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China supports Russia, but without committing itself

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China supports Russia, but without committing itself

The two days of talks in Moscow between Chinese President Xi Jinping and Russian President Vladimir Putin ended without major announcements: China and Russia will continue and in part intensify their economic collaboration and have reaffirmed their political closeness, above all with a view anti-Western. As regards Ukraine, the two leaders made a generic reference to the so-called “Chinese peace plan”, i.e. the document made public a few weeks ago in which China describes its position on the war in Ukraine: but there are no been real developments or significant diplomatic news, as some had hoped.

The mere presence of the Chinese leader in Moscow, on his first visit after the Russian invasion of Ukraine, was an important sign of support for Putin, while the Chinese government has maintained its stance of support for Russia, while retaining sufficient ambiguity to avoid international economic sanctions. In general, Xi Jinping’s trip to Moscow showed that the relationship between China and Russia is increasingly biased in favor of the former, both due to the size of the economies of the two countries (the Chinese economy is worth ten times that of Russia) and because international isolation has made China an irreplaceable ally for Vladimir Putin.

In February 2022, China and Russia had defined their relationship as “a friendship without limits”. In Tuesday’s joint communiqué at the end of the works, the relationship is described in a more detailed and perhaps more cautious way: «The relations between the two countries, while not constituting a military and political alliance similar to those established during the Cold War, are superior to normal international cooperation. They do not constitute a bloc, have no oppositional nature and are not directed against third countries.’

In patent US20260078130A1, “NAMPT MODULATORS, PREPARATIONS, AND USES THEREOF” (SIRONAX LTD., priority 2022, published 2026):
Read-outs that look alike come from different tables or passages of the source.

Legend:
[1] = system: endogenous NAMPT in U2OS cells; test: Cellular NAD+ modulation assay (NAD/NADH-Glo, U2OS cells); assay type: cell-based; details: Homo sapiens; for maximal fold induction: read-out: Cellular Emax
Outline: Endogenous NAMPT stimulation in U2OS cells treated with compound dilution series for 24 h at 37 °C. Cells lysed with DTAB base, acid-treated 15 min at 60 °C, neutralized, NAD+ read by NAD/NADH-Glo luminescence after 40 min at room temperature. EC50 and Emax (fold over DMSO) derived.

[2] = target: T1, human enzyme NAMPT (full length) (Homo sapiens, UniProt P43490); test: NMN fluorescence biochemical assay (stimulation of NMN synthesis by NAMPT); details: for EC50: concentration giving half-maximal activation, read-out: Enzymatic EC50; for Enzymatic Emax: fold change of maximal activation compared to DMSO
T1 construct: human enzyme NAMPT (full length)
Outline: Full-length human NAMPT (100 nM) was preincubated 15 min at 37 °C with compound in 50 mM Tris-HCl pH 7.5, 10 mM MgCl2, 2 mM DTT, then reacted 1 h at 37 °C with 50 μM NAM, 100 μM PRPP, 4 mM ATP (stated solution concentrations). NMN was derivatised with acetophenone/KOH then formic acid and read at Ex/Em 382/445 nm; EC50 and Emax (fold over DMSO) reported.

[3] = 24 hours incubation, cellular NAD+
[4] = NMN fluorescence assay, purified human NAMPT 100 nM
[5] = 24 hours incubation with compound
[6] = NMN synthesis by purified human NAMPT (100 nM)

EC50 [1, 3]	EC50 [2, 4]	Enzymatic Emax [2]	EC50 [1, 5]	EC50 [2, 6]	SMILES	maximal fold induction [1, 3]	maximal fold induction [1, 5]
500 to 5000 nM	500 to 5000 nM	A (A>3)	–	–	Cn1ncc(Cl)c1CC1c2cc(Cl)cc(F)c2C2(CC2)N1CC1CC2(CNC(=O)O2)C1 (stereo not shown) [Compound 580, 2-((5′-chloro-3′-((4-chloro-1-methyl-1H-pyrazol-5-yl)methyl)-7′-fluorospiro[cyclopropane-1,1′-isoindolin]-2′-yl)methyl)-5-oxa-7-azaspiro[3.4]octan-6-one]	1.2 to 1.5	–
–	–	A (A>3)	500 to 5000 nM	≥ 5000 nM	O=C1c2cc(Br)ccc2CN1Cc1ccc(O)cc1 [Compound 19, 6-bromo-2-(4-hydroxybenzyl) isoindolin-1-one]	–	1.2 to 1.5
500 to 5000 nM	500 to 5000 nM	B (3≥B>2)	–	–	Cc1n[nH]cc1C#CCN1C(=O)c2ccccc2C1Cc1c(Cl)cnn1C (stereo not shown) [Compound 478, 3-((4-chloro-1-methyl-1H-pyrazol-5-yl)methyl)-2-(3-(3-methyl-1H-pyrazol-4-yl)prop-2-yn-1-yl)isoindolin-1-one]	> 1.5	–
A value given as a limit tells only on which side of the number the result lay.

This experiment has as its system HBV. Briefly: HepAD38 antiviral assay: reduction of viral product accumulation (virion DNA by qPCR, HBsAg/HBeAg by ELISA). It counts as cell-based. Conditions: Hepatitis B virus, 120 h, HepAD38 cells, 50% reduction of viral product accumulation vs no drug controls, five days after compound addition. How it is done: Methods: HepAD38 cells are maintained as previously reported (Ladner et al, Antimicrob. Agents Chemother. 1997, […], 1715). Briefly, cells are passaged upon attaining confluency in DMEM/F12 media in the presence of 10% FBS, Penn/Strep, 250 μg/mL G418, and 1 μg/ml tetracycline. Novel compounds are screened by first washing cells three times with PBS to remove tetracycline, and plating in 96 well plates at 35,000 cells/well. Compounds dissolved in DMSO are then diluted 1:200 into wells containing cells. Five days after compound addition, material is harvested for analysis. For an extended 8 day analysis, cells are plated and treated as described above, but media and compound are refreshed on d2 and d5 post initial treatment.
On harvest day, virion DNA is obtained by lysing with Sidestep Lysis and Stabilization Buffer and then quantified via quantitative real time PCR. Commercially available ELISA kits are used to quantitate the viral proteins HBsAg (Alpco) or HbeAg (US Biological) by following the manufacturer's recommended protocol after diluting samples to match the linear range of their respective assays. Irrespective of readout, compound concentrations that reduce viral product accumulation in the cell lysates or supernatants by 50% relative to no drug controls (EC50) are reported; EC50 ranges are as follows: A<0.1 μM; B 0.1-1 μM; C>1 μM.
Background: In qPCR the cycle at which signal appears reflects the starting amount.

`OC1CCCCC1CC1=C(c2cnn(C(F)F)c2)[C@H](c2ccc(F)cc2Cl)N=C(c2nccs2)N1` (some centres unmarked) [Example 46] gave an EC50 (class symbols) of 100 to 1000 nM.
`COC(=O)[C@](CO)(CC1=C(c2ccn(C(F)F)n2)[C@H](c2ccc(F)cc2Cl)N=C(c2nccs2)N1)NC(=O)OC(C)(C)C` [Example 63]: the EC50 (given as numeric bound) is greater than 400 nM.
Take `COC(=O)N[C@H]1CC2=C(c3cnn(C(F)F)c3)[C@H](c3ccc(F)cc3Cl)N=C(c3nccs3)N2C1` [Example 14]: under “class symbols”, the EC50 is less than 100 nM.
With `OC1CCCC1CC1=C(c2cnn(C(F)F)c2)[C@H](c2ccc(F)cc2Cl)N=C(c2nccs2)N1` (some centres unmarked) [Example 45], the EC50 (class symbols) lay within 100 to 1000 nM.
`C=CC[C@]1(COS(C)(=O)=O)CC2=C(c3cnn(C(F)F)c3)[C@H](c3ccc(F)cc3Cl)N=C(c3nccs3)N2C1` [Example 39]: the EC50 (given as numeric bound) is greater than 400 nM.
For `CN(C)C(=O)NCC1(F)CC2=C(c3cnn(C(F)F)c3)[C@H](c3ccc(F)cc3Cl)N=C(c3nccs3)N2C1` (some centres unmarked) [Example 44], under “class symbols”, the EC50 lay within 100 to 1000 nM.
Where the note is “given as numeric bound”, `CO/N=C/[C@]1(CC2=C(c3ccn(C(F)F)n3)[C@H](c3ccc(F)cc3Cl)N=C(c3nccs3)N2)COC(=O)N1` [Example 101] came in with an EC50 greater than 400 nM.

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Diplomatic formulas aside, Russia has pledged to supply 98 billion cubic meters of gas a year to China by 2030: it is a sixfold increase compared to the current situation, but the volume does not replace the lost sales to European countries . In the joint communiqué there are no references to agreements for a new Siberian gas pipeline which, crossing Mongolia, would arrive in China: it was considered one of Russia’s economic objectives at this meeting, but it is probable, as he noticed Bloombergthat China wants to avoid depending too much on Russia’s energy supplies.

Russia then pledged to encourage the use of the Chinese currency, the yuan, in payments in Asia, Africa and South America. Economic cooperation will also take place in the field of forestation, soybean cultivation, television and industries in the eastern part of Russia. More generally, Chinese investments in Russia will increase, confirming an increasingly asymmetrical and unbalanced relationship.

The official dinner at the Palace of Facets in Moscow (Pavel Byrkin, Sputnik, Kremlin Pool Photo via AP)

Politically, China and Russia have accused the United States of endangering world security, have expressed opposition to the American and British decision to supply nuclear submarines to Australia and called for the opening of an international investigation into the sabotage of the Nord Stream gas pipeline . Putin defined the so-called Chinese peace plan on Ukraine as a “good starting point” on which to discuss when “Ukraine and the West are ready”.

The Chinese “proposals” on the “crisis” in Ukraine (both Russia and China refuse to talk about “war” or “invasion”) are contained in a document in 12 points published a few weeks ago, in which China defines its position on the war. The document calls for “respecting the sovereignty of all states” (a complex thing for Russia, which has invaded and annexed huge Ukrainian territories), to “put an end to hostilities” and to “resume peace negotiations”. The proposals do not imply any withdrawal of Russia from the occupied territories.

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– Listen to Globe: Could China contribute to peace in Ukraine?

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